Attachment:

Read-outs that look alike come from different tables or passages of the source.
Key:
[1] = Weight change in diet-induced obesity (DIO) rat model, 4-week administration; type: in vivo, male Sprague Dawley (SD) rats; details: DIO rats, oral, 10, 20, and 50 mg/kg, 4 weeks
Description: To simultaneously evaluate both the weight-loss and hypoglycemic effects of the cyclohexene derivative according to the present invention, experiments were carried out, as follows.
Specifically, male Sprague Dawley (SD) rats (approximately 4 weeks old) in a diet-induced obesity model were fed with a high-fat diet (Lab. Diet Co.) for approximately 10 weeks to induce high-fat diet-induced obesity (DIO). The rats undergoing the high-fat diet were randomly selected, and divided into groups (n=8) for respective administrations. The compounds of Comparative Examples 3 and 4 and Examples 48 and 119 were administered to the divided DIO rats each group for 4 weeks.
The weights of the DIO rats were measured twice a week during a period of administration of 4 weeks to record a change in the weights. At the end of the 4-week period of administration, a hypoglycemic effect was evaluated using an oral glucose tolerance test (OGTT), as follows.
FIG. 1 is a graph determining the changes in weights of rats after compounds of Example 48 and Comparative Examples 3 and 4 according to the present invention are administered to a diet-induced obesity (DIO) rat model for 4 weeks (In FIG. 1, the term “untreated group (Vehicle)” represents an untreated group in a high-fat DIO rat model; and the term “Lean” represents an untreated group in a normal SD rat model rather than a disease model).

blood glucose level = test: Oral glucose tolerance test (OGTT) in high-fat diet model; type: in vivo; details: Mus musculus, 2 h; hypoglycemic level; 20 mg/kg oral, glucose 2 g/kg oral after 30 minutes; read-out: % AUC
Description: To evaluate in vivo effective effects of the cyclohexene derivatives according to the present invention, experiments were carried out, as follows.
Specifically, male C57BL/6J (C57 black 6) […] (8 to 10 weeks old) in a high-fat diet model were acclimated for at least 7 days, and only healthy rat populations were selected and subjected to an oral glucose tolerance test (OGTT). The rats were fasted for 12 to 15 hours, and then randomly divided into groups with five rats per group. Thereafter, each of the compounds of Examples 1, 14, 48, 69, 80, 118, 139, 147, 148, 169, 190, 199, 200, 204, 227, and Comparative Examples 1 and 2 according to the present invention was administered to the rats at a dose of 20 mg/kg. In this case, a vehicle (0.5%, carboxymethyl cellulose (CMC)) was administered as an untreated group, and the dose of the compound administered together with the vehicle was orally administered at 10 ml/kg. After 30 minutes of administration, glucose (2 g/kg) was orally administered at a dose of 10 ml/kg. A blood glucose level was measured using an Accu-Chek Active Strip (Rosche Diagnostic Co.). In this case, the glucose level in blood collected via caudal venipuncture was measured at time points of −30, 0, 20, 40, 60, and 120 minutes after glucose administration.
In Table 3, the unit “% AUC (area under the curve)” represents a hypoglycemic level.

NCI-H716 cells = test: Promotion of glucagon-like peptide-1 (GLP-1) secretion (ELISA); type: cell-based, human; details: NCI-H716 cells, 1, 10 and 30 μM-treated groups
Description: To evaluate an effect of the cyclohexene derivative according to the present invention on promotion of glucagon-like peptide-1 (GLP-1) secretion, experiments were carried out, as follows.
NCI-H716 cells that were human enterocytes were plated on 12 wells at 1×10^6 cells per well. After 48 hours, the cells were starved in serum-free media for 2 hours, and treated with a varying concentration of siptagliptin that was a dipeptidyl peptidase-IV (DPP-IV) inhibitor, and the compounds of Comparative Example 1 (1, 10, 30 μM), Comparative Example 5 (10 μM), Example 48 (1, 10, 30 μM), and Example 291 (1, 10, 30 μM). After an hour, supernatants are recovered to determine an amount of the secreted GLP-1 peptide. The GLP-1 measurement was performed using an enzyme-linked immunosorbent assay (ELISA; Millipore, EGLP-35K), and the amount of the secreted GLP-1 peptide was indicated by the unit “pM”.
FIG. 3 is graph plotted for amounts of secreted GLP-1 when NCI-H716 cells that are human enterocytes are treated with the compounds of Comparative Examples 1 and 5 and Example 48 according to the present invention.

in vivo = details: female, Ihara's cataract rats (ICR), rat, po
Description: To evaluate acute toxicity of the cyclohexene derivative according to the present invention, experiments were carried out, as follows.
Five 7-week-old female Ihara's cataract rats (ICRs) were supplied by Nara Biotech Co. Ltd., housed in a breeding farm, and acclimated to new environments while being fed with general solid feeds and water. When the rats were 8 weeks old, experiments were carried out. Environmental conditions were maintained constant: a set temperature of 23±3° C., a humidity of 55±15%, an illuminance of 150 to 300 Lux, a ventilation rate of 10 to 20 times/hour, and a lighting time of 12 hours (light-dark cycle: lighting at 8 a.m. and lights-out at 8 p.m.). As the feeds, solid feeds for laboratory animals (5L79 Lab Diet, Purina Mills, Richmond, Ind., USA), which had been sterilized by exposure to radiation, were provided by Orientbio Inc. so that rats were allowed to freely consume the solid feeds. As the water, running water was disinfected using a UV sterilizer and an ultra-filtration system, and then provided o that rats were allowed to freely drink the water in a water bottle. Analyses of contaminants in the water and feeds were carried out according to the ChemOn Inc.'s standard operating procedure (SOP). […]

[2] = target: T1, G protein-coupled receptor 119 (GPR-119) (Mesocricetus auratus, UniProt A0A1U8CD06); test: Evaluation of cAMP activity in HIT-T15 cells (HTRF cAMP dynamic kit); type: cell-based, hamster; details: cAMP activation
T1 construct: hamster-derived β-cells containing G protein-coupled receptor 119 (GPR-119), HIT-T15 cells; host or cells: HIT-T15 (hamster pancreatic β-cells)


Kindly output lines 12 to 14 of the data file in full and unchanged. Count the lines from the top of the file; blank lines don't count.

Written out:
NCI-H716 cells = test: Promotion of glucagon-like peptide-1 (GLP-1) secretion (ELISA); type: cell-based, human; details: NCI-H716 cells, 1, 10 and 30 μM-treated groups
Description: To evaluate an effect of the cyclohexene derivative according to the present invention on promotion of glucagon-like peptide-1 (GLP-1) secretion, experiments were carried out, as follows.
NCI-H716 cells that were human enterocytes were plated on 12 wells at 1×10^6 cells per well. After 48 hours, the cells were starved in serum-free media for 2 hours, and treated with a varying concentration of siptagliptin that was a dipeptidyl peptidase-IV (DPP-IV) inhibitor, and the compounds of Comparative Example 1 (1, 10, 30 μM), Comparative Example 5 (10 μM), Example 48 (1, 10, 30 μM), and Example 291 (1, 10, 30 μM). After an hour, supernatants are recovered to determine an amount of the secreted GLP-1 peptide. The GLP-1 measurement was performed using an enzyme-linked immunosorbent assay (ELISA; Millipore, EGLP-35K), and the amount of the secreted GLP-1 peptide was indicated by the unit “pM”.